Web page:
Based on a variety of studies, including the National Lung Screening Trial conducted by the National Cancer Institute, it is recommended that individuals at high risk for developing lung cancer consider annual screening with LDCT.
Anything that increases your chance of developing a disease is called a risk factor. Common risk factors for lung cancer include:
- Tobacco smoking (including cigar smoking and exposure to secondhand smoke)
- Personal or family history of lung cancer
- Air pollution
- Exposure to cancer-causing agents such as radon and asbestos
According to the American Cancer Society, you may qualify for a low-dose CT lung cancer screening if you meet the following criteria:
- Between the ages of 55 to 74 (age recommendations may vary among physicians)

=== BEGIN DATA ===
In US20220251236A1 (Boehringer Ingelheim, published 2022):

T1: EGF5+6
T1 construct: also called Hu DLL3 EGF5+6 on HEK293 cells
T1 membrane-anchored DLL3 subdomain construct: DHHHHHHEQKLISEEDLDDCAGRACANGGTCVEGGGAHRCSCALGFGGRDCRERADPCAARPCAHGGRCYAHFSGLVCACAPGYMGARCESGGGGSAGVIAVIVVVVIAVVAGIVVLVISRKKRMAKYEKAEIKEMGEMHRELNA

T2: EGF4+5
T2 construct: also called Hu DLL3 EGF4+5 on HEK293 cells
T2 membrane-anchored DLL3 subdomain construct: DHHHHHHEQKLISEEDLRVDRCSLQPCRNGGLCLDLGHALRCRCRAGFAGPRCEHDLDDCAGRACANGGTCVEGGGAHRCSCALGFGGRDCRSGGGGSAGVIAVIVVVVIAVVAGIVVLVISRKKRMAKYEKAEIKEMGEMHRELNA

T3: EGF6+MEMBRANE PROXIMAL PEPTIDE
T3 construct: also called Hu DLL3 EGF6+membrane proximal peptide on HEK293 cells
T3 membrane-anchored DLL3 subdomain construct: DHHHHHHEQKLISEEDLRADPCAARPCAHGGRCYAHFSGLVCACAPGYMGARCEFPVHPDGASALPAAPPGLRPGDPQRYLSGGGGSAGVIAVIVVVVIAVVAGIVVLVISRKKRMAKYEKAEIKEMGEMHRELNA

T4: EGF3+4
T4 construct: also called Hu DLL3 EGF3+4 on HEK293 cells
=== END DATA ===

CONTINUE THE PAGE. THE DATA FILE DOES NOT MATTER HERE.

- Are in fairly good health and not experiencing signs or symptoms of lung cancer
- Are a current smoker or a former smoker who has quit within the last 15 years
- Have a smoking history equivalent to one pack a day for 30 years
Talk with your physician if you have questions about lung cancer screening. If you qualify, you will need to provide documentation (referral) from your doctor in order to be screened.
If you are a current smoker and would like to quit, we encourage you to check out tips, tools, and support offered by organizations such as Smokefree and the American Lung Association.